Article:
Sure, the endings are a bit shit. But at the same time, the payoff has already happened – you have enjoyed a dozen hours or more of fantastic dialogue, characters and story. Tight, honed, enjoyable action. Explored nooks and crannies, come to love it. The vague endings are annoying, sure, and the awkward shoehorning sometimes grates, but the games ARE good. The endings, as awkward as they are, should not be what defines a game.

Mass Effect 3 isn’t shit because the ending is shit. The game is still soundly solid. The game is still enjoyable. You’ve had the payoff. Shepard we all knew was going to die – that was NEVER A SECRET. The manner of that death, sure, sucks balls. But we knew. We knew a long time ago. And we knew too, with so many variables from the past games, that a complete ending was -always- going to be a bit of a stretch. Shouldn’t have stopped them trying, I agree, but it was always going to be a bit of an issue for such a complicated narrative.

And this is the ultimate issue at hand here. Endings are the conclusion of a tale – but they shouldn’t always flatter your ego. They shouldn’t always be complete, or tie everything up in a neat bow. A good ending should conclude one story, and possibly open another. Mass Effect 3 does both – there are consequences to your actions that open up scope for a sequel, and concludes Shepard’s story by killing the character off. In that context, from a purely analytical writers perspective, the ending is a resounding success.

Everything else in between is grasping at straws, trying to make sense of things, wanting there to be more. A good story doesn’t always need to make complete sense – like the world, there are shades of light and dark, things we don’t like, consequences we don’t imagine until they inevitably turn up. It keeps it in the memory. It keeps us thinking long after the game has concluded. It keeps us, arguably, hoping for another game to just quiet those internal monologues we have to work out what an ending has accomplished.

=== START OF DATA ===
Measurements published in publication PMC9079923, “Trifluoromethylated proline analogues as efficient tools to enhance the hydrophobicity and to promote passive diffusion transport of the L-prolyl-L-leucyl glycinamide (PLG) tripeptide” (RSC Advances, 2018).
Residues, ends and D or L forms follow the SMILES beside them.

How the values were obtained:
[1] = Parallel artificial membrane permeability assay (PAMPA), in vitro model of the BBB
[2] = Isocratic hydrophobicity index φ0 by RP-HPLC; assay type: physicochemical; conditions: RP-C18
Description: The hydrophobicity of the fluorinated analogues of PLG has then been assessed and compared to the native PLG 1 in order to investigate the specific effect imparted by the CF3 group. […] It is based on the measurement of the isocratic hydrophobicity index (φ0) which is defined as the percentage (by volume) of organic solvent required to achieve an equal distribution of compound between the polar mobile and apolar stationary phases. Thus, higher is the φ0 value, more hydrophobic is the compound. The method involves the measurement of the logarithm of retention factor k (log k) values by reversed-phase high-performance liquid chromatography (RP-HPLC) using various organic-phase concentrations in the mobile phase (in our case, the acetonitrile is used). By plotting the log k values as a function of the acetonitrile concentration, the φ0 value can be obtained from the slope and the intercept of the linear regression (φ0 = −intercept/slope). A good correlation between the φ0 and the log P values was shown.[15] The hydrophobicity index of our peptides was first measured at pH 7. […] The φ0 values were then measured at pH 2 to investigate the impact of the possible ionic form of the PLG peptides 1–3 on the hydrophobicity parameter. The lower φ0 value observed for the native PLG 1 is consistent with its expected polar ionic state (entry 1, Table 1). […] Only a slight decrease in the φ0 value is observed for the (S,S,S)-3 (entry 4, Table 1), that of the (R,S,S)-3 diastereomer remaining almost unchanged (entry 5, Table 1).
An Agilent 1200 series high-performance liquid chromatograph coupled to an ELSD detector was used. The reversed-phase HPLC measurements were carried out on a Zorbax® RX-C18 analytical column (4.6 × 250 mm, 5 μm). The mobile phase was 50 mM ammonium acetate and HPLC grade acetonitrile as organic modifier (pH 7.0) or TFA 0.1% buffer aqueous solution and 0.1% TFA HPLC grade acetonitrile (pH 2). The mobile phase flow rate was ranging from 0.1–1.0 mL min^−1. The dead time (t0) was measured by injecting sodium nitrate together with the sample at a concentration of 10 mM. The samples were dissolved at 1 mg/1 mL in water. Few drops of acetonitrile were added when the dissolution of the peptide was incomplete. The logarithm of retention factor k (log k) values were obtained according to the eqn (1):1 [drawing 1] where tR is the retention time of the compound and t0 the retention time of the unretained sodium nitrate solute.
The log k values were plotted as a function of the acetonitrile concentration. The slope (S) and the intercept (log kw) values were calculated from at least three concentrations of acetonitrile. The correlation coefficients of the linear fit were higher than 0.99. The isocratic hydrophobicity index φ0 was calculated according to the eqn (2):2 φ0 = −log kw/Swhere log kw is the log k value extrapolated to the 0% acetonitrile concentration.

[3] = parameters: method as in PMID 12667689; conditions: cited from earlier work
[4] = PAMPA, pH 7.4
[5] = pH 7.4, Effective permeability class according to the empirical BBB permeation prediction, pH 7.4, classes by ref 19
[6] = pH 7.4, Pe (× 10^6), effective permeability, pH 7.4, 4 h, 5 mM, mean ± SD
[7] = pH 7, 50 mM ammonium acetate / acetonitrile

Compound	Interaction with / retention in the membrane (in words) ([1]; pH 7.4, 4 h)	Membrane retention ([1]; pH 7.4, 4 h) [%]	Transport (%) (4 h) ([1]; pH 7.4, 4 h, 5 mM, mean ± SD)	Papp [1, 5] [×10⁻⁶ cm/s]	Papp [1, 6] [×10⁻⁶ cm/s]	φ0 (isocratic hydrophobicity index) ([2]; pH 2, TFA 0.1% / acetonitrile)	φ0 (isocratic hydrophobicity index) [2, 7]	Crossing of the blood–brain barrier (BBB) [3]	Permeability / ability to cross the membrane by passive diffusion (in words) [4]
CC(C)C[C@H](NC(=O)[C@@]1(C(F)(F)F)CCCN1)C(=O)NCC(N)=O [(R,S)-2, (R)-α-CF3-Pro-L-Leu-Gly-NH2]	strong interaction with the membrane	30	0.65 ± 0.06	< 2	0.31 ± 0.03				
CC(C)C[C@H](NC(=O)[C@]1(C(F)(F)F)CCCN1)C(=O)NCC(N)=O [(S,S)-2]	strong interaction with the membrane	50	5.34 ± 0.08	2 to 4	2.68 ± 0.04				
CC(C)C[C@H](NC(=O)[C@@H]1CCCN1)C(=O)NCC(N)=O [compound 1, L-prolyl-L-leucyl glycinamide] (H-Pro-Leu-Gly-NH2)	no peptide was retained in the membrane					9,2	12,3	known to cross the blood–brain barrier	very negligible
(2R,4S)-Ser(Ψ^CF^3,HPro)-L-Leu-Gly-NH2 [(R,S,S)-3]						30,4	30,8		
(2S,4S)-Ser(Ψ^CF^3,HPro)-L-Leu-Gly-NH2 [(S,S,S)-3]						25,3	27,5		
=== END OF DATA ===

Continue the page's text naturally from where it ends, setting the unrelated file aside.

People assume Mass Effect 3 is “the end”. It’s not. BioWare never said ME3 is the end of Mass Effect – just that it was the end of Shepard.

So the vagueness, the consequences, the actions, the complications – all signs point to a sequel. But this time as a different character, with a different team as the Normandy is stranded on a planet somewhere in the arse-end of the galaxy, putting right the wrongs of the past most likely.

I suspect the ending, as much as people hate it, is perhaps cleverly done as to leave much more open for a sequel, or the MMO variation that has been mentioned a couple of times – re-activating the Mass Effect relays, seeing what has happened to the worlds after a century or so alone and cut off from the rest of the galaxy and all that. Who knows where they’ll take it next? But they’ll probably do something with it. They’ve left it open enough for a revisit in a few years time.

It likely wasn’t meant to be an open and shut case. And in that, as unsatisfying as it feels now, I think BioWare are playing a very clever game. They got away with it. They probably knew this wasn’t going to be easy – but they just about, in some strange way, made the best of a peculiarly awkward situation.

However, I will say – after The Old Republic and Dragon Age 2 – it may be too clever under the circumstances they are in now. Fans of the series are soundly condemning the ending. People have lost their faith in BioWare – once the darlings of the gaming community – to make games “properly”. There will be a stigma attached to BioWare for many, many years as a result of their actions, comments and mannerisms the past couple of years.

Those are the consequences of their action dialogue options, the choices they made for themselves. Only time will tell if the story of BioWare will have a happier ending than the one they left with fans of Mass Effect 3…

Here’s hoping.